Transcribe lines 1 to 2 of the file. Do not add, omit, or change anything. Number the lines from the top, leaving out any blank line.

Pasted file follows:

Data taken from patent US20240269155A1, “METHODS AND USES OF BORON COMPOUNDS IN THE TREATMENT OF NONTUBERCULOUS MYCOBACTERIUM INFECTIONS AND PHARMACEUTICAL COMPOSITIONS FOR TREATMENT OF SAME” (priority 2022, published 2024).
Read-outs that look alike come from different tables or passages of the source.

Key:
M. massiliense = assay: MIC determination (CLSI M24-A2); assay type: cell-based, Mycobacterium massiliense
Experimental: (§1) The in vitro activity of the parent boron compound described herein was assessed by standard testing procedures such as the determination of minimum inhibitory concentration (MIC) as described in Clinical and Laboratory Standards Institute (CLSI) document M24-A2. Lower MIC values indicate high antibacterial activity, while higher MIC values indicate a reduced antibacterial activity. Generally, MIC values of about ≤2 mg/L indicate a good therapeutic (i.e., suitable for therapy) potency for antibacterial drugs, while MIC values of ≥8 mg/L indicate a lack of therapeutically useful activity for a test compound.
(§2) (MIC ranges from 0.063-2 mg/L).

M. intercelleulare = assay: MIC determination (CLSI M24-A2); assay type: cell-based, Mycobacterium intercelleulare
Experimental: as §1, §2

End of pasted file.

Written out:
Data taken from patent US20240269155A1, “METHODS AND USES OF BORON COMPOUNDS IN THE TREATMENT OF NONTUBERCULOUS MYCOBACTERIUM INFECTIONS AND PHARMACEUTICAL COMPOSITIONS FOR TREATMENT OF SAME” (priority 2022, published 2024).
Read-outs that look alike come from different tables or passages of the source.